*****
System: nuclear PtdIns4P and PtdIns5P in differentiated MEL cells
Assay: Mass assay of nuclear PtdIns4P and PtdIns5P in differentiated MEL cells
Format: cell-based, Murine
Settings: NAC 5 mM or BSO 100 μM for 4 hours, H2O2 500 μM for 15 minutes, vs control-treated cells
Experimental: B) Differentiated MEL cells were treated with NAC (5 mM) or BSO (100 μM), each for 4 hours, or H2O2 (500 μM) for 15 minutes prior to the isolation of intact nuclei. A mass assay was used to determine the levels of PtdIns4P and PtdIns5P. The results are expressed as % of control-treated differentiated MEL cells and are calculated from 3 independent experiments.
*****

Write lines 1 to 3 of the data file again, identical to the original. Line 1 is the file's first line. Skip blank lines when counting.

System: nuclear PtdIns4P and PtdIns5P in differentiated MEL cells
Assay: Mass assay of nuclear PtdIns4P and PtdIns5P in differentiated MEL cells
Format: cell-based, Murine